Advent 2022: Week One, Day Four
And now these three remain: faith, hope, and love. But the hardest of these to understand is hope.
What are we talking about when we talk about hope? I personally struggle to wrap my mind around what it really means. Is hope a wishing? Is it wanting something? Is hope the same as desire?
Hope is like a pregnant mother nurturing the child growing within her. She takes care of herself, and therefore her unborn child. Because hope is a sort of waiting, it’s an active waiting. It requires attentive, delicate care. But waiting is not fun. It is not glamorous. It requires maturity and patience. And I think there’s a sense of loneliness wrapped within this waiting, too. But it’s a determined spirit of faith that empowers it.
Hope is like a patient farmer after the seeds have been planted. In faith he plants the seeds, but in hope he waits. He walks his fields, he waters them, he removes the pests. If the farmer does not take action in his waiting, his crops will die, be eaten, or wither away. The farmer understands the dance of hope — of when to wait and when to take action. And the farmer’s dance is in rhythm with his own cadence of prayer. Hope is a conversation with the Creator. Prayer is hope put to words.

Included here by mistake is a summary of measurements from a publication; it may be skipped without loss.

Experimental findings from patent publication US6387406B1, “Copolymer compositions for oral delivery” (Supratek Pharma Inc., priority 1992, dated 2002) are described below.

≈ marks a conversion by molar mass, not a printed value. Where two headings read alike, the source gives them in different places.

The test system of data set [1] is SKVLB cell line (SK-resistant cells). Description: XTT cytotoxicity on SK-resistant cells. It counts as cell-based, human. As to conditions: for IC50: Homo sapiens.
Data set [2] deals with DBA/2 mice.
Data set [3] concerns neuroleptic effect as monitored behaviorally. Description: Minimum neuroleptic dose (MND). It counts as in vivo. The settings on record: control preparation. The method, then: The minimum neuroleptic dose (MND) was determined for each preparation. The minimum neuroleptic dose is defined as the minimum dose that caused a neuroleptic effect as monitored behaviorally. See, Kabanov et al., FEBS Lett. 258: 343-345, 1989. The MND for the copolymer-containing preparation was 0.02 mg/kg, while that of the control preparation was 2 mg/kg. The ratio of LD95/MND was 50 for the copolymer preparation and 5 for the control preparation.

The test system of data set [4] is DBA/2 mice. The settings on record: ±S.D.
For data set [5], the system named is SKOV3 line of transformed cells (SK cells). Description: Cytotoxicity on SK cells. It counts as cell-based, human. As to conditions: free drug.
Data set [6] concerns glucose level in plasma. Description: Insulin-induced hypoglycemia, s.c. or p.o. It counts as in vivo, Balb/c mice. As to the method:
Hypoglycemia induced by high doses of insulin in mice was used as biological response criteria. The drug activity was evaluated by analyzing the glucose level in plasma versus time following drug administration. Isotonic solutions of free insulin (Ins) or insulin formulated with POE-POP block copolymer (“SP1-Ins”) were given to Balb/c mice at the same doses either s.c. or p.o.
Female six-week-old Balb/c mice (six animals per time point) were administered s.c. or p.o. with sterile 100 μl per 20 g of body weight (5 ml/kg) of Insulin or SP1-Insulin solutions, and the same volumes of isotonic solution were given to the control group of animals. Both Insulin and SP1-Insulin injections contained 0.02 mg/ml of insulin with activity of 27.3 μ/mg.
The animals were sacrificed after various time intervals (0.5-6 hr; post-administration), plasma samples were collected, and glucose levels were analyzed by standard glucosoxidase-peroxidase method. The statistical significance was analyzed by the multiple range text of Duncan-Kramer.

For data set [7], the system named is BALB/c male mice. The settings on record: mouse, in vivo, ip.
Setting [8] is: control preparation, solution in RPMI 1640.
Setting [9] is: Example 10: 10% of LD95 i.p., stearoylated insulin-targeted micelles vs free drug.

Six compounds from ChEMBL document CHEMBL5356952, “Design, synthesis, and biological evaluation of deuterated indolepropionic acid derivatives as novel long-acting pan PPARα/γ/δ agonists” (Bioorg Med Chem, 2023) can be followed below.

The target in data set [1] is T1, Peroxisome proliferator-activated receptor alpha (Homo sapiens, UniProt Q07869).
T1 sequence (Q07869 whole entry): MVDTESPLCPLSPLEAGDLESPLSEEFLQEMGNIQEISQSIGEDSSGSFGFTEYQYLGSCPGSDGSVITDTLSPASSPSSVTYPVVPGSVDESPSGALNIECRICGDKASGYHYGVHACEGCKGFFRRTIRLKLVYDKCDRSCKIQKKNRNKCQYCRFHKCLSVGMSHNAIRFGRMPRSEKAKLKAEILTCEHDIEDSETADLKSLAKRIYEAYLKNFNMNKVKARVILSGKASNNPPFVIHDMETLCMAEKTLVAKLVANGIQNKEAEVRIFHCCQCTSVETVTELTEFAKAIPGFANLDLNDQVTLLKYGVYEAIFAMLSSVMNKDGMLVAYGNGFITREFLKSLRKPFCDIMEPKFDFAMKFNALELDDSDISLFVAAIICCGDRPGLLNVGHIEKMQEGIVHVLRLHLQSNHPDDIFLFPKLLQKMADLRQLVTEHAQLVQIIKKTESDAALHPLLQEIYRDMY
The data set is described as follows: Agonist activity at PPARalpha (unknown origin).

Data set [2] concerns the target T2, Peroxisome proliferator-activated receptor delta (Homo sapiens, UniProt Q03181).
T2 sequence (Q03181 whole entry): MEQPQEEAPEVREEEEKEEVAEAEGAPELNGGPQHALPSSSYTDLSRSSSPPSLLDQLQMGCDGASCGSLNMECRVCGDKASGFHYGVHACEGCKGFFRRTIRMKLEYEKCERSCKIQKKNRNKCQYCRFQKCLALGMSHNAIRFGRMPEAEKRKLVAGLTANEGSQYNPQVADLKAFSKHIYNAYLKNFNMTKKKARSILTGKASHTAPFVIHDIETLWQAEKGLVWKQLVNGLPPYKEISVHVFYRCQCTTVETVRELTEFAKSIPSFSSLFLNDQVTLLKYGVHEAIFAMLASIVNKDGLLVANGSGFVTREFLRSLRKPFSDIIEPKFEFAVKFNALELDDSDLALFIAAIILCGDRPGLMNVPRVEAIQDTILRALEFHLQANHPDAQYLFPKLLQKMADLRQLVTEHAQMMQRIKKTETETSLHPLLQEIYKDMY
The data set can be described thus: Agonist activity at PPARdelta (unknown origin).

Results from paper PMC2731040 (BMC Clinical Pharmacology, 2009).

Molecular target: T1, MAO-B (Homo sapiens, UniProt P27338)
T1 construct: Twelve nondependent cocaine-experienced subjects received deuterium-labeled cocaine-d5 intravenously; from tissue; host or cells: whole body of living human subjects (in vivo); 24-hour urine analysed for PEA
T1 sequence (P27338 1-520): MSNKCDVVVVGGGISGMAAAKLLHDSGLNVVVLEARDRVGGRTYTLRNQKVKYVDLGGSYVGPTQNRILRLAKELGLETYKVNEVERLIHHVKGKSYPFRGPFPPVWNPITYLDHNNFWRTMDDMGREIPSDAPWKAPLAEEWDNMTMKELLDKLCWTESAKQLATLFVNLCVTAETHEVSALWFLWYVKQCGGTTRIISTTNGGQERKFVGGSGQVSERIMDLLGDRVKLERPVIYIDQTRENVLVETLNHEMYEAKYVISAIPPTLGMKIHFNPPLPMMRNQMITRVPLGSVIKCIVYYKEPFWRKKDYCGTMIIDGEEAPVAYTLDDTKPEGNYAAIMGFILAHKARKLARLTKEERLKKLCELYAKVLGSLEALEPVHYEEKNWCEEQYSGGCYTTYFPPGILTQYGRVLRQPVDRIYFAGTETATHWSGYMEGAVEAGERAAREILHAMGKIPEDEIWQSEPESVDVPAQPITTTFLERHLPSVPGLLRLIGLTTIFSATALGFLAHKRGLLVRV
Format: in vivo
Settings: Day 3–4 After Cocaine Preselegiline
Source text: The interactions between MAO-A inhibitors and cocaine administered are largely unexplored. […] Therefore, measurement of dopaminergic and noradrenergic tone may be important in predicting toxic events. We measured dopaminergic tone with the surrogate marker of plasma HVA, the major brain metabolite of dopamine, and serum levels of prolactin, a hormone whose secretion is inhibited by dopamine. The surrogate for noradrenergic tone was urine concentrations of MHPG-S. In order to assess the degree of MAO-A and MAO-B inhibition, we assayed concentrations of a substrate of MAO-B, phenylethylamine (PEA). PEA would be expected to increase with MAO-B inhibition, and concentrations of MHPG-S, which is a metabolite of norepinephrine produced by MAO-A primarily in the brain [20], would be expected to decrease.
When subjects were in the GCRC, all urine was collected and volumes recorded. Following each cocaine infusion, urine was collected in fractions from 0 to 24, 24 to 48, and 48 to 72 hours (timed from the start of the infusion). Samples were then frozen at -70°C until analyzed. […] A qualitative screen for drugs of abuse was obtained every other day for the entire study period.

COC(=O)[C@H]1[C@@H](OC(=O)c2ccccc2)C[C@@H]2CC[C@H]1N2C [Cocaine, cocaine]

Hope takes action but recognizes we are not in control. Hope lets go of the control we think we have yet learns to stay present in each moment. And when things get awkward, when we are tempted to run away from the situations that make us feel uncomfortable, hope enables us to stay put. Hope dares us to stay present and to live into each and every moment no matter how uncertain the future may be. It is stubborn in that way, and to many that may seem foolish, it seems like a naive joke. But those that hope are in on the joke.
Unlike the expectant mother or the dancing farmer, though, in the loneliness of faith we find a special community of those sharing the same hope. It is this community that comes together in this season to wait for the coming culmination of their shared hope.